• Suzanne Aptman

Too Much of a Good Thing. Rain.

Updated: Feb 16

Stormwater is an important issue in New Jersey. Stormwater runoff causes flooding and pollutes streams, lakes and rivers. And, it is becoming worse due to climate change.


The New Jersey Department of Environmental Protection is now requiring more objective rules and standards around stormwater management in municipal stormwater regulations and strategies. The benefits of these new rules include minimizing pollutants in stormwater runoff from new and existing development and reducing flood damage or soil erosion from construction. In a steep-sloped, flood-prone, stream-surrounded town like Montclair, these stricter regulations become even more important for reducing water quantity and increasing water quality.


The new stormwater rules will take full effect on March 2, 2021. Towns are required to revise their Stormwater Management Plans to include the new requirements. On December 21, 2020 the Planning Board approved changes to Montclair’s Stormwater Management Plan. With this approval, the Town Council will now vote to pass an ordinance making the changes official.


The Montclair Environmental Commission made several recommendations to strengthen the plan at that the December 21st meeting, including:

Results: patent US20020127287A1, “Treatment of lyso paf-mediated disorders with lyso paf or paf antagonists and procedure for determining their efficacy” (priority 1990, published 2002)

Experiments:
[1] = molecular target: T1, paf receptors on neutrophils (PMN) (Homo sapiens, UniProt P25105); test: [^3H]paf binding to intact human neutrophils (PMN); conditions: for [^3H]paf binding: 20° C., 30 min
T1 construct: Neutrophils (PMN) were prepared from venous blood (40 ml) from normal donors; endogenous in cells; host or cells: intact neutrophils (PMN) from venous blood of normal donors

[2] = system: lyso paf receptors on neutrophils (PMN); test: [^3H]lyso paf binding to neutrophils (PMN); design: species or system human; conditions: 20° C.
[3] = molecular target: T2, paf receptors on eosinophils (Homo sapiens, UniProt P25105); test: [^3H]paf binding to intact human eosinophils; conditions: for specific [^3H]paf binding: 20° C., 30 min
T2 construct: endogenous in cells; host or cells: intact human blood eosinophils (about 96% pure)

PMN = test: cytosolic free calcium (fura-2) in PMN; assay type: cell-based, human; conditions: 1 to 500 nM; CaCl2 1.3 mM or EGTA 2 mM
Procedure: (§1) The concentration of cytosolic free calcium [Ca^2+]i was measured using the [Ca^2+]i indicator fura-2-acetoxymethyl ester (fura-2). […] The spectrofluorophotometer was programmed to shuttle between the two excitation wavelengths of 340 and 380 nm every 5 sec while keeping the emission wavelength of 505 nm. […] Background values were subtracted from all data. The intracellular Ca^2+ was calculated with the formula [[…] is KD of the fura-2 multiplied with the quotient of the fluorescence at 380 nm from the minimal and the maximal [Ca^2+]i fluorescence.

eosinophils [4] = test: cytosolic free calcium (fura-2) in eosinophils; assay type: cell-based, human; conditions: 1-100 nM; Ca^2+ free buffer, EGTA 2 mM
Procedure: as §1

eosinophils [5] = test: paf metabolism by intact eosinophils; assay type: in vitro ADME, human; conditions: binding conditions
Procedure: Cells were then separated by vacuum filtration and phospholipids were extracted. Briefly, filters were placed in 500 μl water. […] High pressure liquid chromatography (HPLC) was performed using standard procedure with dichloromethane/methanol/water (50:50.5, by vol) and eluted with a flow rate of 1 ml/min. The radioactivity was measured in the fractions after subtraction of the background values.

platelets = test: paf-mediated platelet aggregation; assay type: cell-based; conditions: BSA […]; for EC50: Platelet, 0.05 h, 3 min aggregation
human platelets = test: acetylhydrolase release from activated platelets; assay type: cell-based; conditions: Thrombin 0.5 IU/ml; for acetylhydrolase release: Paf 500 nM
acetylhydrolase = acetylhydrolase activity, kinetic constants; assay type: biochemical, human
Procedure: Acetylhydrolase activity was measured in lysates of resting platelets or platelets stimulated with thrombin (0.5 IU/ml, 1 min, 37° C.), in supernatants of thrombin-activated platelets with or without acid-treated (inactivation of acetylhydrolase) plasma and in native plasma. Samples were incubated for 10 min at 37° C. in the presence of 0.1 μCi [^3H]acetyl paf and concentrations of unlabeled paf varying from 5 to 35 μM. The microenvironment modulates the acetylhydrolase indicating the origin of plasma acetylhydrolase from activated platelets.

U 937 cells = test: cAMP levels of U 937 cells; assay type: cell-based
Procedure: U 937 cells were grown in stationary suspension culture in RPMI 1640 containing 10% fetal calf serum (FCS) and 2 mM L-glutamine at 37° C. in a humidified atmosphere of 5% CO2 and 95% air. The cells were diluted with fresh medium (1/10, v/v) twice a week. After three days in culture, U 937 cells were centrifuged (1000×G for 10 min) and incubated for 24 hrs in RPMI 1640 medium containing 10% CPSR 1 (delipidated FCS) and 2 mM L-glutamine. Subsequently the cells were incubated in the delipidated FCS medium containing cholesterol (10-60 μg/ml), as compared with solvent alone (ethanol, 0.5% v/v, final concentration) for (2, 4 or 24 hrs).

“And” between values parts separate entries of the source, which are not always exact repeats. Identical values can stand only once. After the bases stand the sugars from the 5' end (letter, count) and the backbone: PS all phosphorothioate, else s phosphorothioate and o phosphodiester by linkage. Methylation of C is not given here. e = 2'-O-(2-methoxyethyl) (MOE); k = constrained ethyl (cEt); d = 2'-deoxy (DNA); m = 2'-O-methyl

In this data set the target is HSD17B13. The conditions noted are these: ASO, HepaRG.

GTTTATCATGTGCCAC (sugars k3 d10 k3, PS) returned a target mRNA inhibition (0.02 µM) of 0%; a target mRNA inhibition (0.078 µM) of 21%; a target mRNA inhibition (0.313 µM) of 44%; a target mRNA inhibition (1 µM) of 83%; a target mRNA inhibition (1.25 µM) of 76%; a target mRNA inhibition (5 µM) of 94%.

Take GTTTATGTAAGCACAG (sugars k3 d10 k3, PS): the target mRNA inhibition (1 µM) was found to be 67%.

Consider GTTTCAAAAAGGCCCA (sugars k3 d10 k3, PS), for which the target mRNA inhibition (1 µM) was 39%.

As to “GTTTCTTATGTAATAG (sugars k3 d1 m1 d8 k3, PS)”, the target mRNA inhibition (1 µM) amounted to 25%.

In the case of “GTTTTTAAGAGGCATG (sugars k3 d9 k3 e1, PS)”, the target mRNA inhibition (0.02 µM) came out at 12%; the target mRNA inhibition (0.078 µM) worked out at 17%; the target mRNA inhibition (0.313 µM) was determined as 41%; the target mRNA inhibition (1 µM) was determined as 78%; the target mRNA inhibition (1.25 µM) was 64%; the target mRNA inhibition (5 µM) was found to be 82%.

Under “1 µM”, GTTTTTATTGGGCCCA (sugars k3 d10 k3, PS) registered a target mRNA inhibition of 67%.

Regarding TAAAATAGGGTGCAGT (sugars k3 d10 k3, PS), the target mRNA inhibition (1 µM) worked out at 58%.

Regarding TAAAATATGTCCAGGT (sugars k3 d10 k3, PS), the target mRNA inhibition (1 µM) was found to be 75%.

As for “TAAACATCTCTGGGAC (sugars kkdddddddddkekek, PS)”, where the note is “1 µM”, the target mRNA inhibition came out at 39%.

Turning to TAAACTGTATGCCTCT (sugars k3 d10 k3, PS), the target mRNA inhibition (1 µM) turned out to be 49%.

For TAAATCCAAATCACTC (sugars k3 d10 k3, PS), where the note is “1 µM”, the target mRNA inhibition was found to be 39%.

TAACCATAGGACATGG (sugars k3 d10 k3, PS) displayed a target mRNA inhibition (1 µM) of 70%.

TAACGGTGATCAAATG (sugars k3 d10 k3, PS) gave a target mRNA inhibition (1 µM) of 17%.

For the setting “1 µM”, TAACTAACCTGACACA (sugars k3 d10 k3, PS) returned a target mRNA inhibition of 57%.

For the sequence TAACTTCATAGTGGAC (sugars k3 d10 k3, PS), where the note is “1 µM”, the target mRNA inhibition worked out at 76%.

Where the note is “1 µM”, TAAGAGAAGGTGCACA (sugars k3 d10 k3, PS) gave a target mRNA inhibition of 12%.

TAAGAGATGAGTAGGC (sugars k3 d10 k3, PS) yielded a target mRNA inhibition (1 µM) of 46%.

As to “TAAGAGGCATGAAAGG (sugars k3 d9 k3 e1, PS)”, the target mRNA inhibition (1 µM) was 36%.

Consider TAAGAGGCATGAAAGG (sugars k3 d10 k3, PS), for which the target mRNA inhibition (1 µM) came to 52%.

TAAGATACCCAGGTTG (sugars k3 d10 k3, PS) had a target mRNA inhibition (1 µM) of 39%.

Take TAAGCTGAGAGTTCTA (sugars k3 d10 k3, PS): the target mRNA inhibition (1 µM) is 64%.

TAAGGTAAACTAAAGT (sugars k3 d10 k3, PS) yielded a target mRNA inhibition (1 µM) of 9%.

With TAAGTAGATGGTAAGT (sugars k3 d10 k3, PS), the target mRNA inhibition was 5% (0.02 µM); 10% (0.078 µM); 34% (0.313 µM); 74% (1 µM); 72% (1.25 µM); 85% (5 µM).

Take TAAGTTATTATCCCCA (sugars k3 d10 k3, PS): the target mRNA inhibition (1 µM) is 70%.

- the town look to daylight streams (uncover them so they are not underground) in neighborhoods that surround flood zones;

- the green infrastructure and low impact techniques that are listed in the plan, be prioritized based on their ecological value;

- the plan be more explicit in defining "native vegetation" to ensure the right plants are selected to maximize the benefits to the environment;

- impervious pedestrian paths and areas be included in the water quality standard along with impervious driving surfaces;

- the building of vegetative riparian buffers be considered around our ponds to slow flow and filter the water before it enters these waterbodies; and

- that we measure the impact of these stormwater management changes on water quantity and quality.


Given the timing, our recommendations were not included in this initial passage. However, the Planning Board was very interested in including some or all as amendments in the near future. We’ll update on progress made here!


What can you do at home?

Here are a few ways you can address stormwater to decrease volume and minimize pollutants:

  • Plant strategically: plant native trees or install a rain garden in areas where runoff collects. Lawns do not absorb water as well as native plantings. Trees absorb water at their roots and can intervene up to 70% of rainwater through their canopy. Trees to consider that absorb the most water in our area (and are native) include Swamp White and Willow Oaks, Weeping Willow, Red Maple, River Birch, Black Gum, White Cedar, among others.

  • Catch runoff: install a rain barrel or cistern to catch runoff from roofs

  • Go permeable: Choose a permeable material for a driveway, patio or path.

  • Avoid pollutants that can run off your yard/driveway: Refrain from using pesticides, synthetic fertilizers. Clean up vehicle fluid drippings and pet waste.

We provide some resources above and there are numerous resources online. New Jersey’s Department of Environmental Protection offers ideas here.